This was originally published on Liberal America on June 8, 2017.
Trigger Warning: Disturbing content.
Michelle Carter, the woman who texted her boyfriend urging him to kill himself, goes to trial this week. She has waived the right to a jury trial, so her sentence will be decided by a judge directly.
Conrad Roy III killed himself in July of 2014. She sent him text messages such as:
“If u don’t do it now you’re never gonna do it.”
He died of carbon monoxide poisoning inside of his pickup truck nearby. Carter is being charged with involuntary manslaughter.
This case raises many questions. Can she be charged with murder if she wasn’t even with the victim? Can a person be found guilty of murder just based on what she said in text messages?
The prosecutors have dozens of text messages urging Roy to kill himself. The prosecutor’s opening statement said Carter played a “sick game” with Roy’s life. Carter was seeking the attention of being the “grieving girlfriend.”
Carter first urged him to get help. Then, she brainstormed ways for him to commit suicide. Carter even got impatient urging him to get the generator for the carbon monoxide. She kept telling him to quit pushing it off and just do it already. Here are some of the messages from the day that he did it and the days before his body was found:
On July 11, 2014, the day before Roy died:
CARTER: “ … Well in my opinion, I think u should do the generator because I don’t know much about the pump and with a generator u can’t fail”
On July 12, 2014, a day before Roy’s body was found:
CARTER: “So I guess you aren’t gonna do it then, all that for nothing”
CARTER: “I’m just confused like you were so ready and determined”
ROY: “I am gonna eventually”
ROY: “I really don’t know what I’m waiting for. . but I have everything lined up”
CARTER: “No, you’re not, Conrad. Last night was it. You keep pushing it off and you say you’ll do it but u never do. It’s always gonna be that way if u don’t take action”
CARTER: “You’re just making it harder on yourself by pushing it off, you just have to do it”
CARTER: “Do u wanna do it now?”
ROY: “Is it too late?”
ROY: “Idkk it’s already light outside”
ROY: “I’m gonna go back to sleep, love you I’ll text you tomorrow”
CARTER: “No? Its probably the best time now because everyone’s sleeping. Just go somewhere in your truck. And no one’s really out right now because it’s an awkward time”
CARTER: “If u don’t do it now you’re never gonna do it”
CARTER: “And u can say you’ll do it tomorrow but you probably won’t”
With the stream of undeniable texts, it is no surprise that she waived a jury trial. I don’t think I could sit at a table with 12 astonished faces staring at me wondering what kind of a monster I was for encouraging another human being to end his life.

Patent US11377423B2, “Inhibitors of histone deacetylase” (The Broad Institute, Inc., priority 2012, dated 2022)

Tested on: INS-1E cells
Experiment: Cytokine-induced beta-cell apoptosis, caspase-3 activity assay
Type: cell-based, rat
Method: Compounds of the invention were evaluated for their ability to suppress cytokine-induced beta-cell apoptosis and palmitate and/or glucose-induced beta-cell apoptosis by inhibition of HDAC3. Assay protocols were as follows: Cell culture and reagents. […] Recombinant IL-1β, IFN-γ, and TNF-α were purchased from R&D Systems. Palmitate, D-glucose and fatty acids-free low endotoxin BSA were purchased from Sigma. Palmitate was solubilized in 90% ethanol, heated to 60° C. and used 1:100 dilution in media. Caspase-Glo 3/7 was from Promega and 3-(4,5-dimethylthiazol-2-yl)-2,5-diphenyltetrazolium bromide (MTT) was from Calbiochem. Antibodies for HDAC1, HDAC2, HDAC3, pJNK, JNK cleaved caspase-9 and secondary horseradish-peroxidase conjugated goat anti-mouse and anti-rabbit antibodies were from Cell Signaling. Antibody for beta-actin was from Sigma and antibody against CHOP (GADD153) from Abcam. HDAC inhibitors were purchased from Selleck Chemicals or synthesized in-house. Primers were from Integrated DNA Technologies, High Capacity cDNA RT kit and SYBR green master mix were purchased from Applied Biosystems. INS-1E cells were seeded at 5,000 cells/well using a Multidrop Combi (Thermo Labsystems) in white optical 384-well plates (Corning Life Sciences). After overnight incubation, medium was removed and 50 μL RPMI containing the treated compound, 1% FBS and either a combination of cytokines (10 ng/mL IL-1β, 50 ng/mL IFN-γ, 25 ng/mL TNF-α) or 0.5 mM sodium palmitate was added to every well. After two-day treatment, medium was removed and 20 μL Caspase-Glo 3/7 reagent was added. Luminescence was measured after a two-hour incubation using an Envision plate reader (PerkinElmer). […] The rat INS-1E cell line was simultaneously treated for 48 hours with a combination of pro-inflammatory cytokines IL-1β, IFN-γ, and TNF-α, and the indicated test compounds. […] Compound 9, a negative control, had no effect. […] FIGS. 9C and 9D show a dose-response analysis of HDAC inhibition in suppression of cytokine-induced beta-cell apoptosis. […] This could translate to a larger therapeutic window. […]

Do you think she feels remorse? Or are the tears just for the cameras?
When he was campaigning, President Donald Trump campaigned hard among white Christian voters. An overwhelming number of the people who voted for him identify as Evangelical Christians.
As the Washington Post reported:
“White evangelicals are the religious group that most identifies with the Republican Party, and 76 percent of them say they are or lean Republican, according to a 2014 survey. As a group, white evangelicals make up one-fifth of all registered voters and about one-third of all voters who identify with or lean toward the GOP.”
So, I guess it’s no surprise that Trump quickly moved to relax restrictions on churches’ political activities.
This push toward religion is likely to piss off a growing portion of the American population: atheists. One study found that up to 20 percent of the American population is not religious.
Another survey found that roughly a third of Americans feel warmly towards atheists, while another third of Americans believe that an atheist should be banned from becoming president.
The stigma surrounding people who don’t believe in God is crushing the freedom of belief in this country. We are supposed to have freedom of religion, but it doesn’t always apply to atheists.
As an atheist, I think we should fight back against Trump’s Evangelicals and the religious policies he is trying to enact. The repeal of the Johnson Amendment goes directly against the Constitution under the guise of “religious freedom.”
The Freedom From Religion Foundation (FFRF) is suing the Trump administration over this new executive order. This allows churches and other religious organizations to endorse political candidates without losing their tax-exempt status.
This is the kind of fighting back I like to see. Churches shouldn’t be allowed to get involved in politics, especially since they don’t pay taxes.
Annie Laurie Gaylor, an executive director with the FFRF, said:
“Trump is communicating to churches that his administration will not enforce the Johnson Amendment. The IRS needs clear direction that it must enforce the law equally.”
This is the kind of fighting that I like to see.
Here is Hemant Mehta, the Friendly Atheist, on why he couldn’t vote for Trump in the election: